Just like recapping my top 10, I put together one post that summarizes everything I just did from the 1990’s decade in Topps. I still have plenty of inserts to finish up to wrap a complete bow on the decade, but the main part of my Lifetime Topps project is done for 1980-1999. This is the 2nd of those 2 decades.
The majority of the information below is stuff I’ve covered previously – this is just a summary. If you want the greater detail for some of this, click on “Topps 1990s” over in the right hand column.
Info about my decade:
How I put the decade together:
A total of 8,976 for the decade, including the Topps Traded sets.
- 5,058 from wax boxes
- 1,109 from trades
- 376 from other forms of original Topps packaging – 292 from a ’91 rack pack box, 84 from a ’90 blister
- 781 from purchasing the Traded boxed sets
- 150 cards I already had at home in good condition
- 25 single card purchases – 12 from card shows, 6 from eBay, 4 from Beckett Marketplace, 3 from Sportlots
Card that completed my decade: 1998 Topps #160 – Derek Jeter (from an eBay lot)
Decade composition (number that are from Topps Traded in parentheses if applicable):
- 7,023 individual player cards (946 from the Traded sets, 515 from the ML Debut sets)
- 241 Draft Picks
- 111 Prospect multi-player cards
- 74 Team USA (all from Traded)
- 54 Coming Attractions
- 36 Expansion Prospect
- 30 On Deck
- 4 Triple-A All-Stars
- 1 Russian Angels
- 106 Managers
- 16 Tribute cards
- 130 All-Stars
- 60 Season Highlights
- 14 Record Breakers.
- 12 ROY Contenders
- 12 League Leaders.
- 11 All-Topps Team
- 9 Measures of Greatness
- 5 Turn Back the Clock.
- 5 Strikeout Kings
- 2 Anatomy of a Trade
- 58 checklists.
Representation of the decade: The 1990-1999 Topps sets should, in theory, tell the story of the 1989-1998 MLB seasons. Since I’m including 1999 Topps Traded, it also includes rookies from the 1999 season. So it isn’t quite the decade of the 80′s when you do this comparison – it’s 11 years instead.
During those 11 seasons, 2,954 different players graced the fields of Major League ballparks. 2,069 of them had a Topps card from some time in the 1990’s. That’s 70.0%.
Last active player from this decade: Players still active as of today are included below with their first card of the decade:
- Carlos Beltran – 1995 Topps Traded #18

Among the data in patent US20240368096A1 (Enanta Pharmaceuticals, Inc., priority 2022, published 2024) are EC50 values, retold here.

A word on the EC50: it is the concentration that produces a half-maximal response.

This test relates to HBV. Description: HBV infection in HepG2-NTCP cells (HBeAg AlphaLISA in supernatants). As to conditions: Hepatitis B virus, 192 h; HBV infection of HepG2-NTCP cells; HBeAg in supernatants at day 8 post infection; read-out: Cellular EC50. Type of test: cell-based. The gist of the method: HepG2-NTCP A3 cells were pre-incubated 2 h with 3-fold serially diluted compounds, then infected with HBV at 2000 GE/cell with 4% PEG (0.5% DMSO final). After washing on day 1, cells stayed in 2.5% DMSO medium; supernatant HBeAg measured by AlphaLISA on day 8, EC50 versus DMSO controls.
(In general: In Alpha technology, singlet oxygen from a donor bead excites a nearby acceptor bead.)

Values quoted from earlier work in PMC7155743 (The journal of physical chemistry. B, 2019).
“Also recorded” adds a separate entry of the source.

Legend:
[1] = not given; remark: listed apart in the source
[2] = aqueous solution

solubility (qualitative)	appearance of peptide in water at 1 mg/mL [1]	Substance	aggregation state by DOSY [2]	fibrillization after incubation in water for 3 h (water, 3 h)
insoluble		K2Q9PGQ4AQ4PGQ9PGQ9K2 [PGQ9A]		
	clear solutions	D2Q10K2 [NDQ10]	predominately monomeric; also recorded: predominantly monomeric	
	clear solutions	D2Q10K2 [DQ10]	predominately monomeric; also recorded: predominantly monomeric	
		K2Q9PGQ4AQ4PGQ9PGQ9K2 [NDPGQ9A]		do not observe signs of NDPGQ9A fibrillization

- Bartolo Colon – 1996 Topps #428
- Adrian Beltre – 1998 Topps #254
- Jayson Werth – 1998 Topps #493
- Matt Holliday – 1999 Topps #442
- Matt Belisle – 1999 Topps #438
- C.C. Sabathia – 1999 Topps Traded #T33
Only Beltran, Beltre and Werth are still playing in the postseason. Belisle was left off the Nationals postseason roster.
The following 2 guys are free agents who intend to come back next year, but may be finished based on a lack of interest. We’ll see.
- Josh Hamilton – 1999 Topps Traded #T66
- Carl Crawford – 1999 Topps Traded #T75
Also, David Ortiz and Alex Rodriguez are still technically active as of today, however both have announced their retirements.
Earliest active current player from this decade: Nolan Ryan – 1990 Topps #1, 1991 Topps #1, 1992 Topps, 1993 Topps #700, 1994 Topps #34
Earliest active retired player from this decade: Babe Ruth – 1995 Topps #3
Player with the most cards in the set: Ken Griffey Jr. & Barry Bonds – 22 cards each
Take a look at this post for the details.
First Card and the Hundreds: Cal Ripken – 5 cards
I actually didn’t do this in an earlier post, but Cal Ripken has the most “special number” cards. He has the most with 5, which seems pretty low to me as it’s only half the decade. Ripken has a special card number from 1992-1994 and 1996-1997.
Nolan Ryan, Kirby Puckett, Barry Bonds, Jose Canseco, Don Mattingly and Bo Jackson all had 4 such cards.
Highest book value: 1993 Topps #98 – Derek Jeter DP RC
1994 Topps Traded #98 – Paul Konerko DP RC
Both of these book for 20 bucks. Though I’m positive the Jeter sells for more than the Konerko in the real world.
Most notable card: 1999 Topps #220 – Mark McGwire HR
Notable doesn’t necessarily mean good, and this card carries a lot of notoriety in a negative manner. Topps was capitalizing on the record setting home run chase between McGwire and Sosa. They gave each player a tribute card with a number for the home run on the back. If you wanted to, you could put together a collection with all 70 homers by Big Mac or all 66 long balls by Slammin’ Sammy. McGwire was the record breaker, and his card was in series 1. At the time, these cards were a popular chase. However, many collectors lamented including intentional variations in the base set – and it sure led the way for the abundance of this type of thing today.
The other card I really considered was Mickey Mantle’s 1996 Topps card. Mantle passed away the year before and Topps pretty much put up the entire 1996 product as a big Mantle tribute. They had done a few tribute cards before this, but not to this extent. The Mantle reprints became extremely popular and led to including retired players in insert sets. And Topps “retired” that card #7 going forward.
Thir, fourth and fifth on this list for me would be:
- Frank Thomas’ 1990 rookie card which had a variation that drove collector’s batty
- the first Topps card of Alex Rodriguez (1998) after he refused to sign with them for the first 4 years of his career
- Jeter’s 1993 Rookie Card
Best card (my opinion): 1994 Topps #180 – George Brett
Second best card (also my opinion): 1990 Topps #414 – Frank Thomas FDP RC
Best subset card: 1996 Topps #96 – Cal Ripken 2131
Favorite action photo: 1991 Topps #170 – Carlton Fisk
Favorite non-action photo: 1993 Topps #52 – Bobby Bonilla
My Favorite Reds card: 1995 Topps #350 – Barry Larkin